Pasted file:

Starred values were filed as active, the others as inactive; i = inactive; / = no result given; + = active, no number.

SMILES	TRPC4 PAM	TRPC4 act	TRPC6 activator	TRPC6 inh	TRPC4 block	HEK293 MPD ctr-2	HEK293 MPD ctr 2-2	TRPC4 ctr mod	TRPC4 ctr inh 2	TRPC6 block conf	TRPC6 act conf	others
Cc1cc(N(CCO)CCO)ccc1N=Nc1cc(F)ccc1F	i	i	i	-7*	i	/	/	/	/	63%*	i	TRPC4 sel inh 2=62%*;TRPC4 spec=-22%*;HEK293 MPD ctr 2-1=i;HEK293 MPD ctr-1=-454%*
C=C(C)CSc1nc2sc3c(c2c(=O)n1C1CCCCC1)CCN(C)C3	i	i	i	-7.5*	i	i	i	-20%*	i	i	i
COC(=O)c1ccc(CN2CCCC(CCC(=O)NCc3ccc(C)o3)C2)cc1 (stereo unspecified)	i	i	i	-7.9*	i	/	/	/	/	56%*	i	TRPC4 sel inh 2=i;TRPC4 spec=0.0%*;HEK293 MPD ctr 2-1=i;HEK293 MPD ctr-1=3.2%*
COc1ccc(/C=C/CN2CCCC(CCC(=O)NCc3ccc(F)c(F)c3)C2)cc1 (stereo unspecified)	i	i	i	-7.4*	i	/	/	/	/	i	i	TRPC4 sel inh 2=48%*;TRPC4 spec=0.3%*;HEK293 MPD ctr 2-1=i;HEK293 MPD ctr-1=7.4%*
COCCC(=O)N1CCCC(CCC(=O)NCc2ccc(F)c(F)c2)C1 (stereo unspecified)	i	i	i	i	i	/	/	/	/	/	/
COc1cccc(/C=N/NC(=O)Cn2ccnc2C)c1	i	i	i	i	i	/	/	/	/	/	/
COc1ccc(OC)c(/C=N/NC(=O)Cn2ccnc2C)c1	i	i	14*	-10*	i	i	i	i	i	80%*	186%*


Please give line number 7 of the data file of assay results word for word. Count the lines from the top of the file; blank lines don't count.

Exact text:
COCCC(=O)N1CCCC(CCC(=O)NCc2ccc(F)c(F)c2)C1 (stereo unspecified)	i	i	i	i	i	/	/	/	/	/	/